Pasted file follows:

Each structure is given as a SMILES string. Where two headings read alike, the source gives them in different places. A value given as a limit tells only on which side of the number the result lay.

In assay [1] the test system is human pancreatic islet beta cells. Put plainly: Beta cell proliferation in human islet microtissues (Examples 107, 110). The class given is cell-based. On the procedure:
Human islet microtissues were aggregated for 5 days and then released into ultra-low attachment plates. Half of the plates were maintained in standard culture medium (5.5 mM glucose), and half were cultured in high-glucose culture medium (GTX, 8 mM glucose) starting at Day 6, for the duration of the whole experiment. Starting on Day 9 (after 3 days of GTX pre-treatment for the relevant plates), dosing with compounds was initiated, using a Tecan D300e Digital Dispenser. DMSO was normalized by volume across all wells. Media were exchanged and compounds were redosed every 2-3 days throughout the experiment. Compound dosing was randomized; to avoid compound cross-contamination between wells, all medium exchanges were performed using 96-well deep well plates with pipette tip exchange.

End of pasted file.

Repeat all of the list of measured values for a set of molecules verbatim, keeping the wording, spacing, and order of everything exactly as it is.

Each structure is given as a SMILES string. Where two headings read alike, the source gives them in different places. A value given as a limit tells only on which side of the number the result lay.

In assay [1] the test system is human pancreatic islet beta cells. Put plainly: Beta cell proliferation in human islet microtissues (Examples 107, 110). The class given is cell-based. On the procedure:
Human islet microtissues were aggregated for 5 days and then released into ultra-low attachment plates. Half of the plates were maintained in standard culture medium (5.5 mM glucose), and half were cultured in high-glucose culture medium (GTX, 8 mM glucose) starting at Day 6, for the duration of the whole experiment. Starting on Day 9 (after 3 days of GTX pre-treatment for the relevant plates), dosing with compounds was initiated, using a Tecan D300e Digital Dispenser. DMSO was normalized by volume across all wells. Media were exchanged and compounds were redosed every 2-3 days throughout the experiment. Compound dosing was randomized; to avoid compound cross-contamination between wells, all medium exchanges were performed using 96-well deep well plates with pipette tip exchange.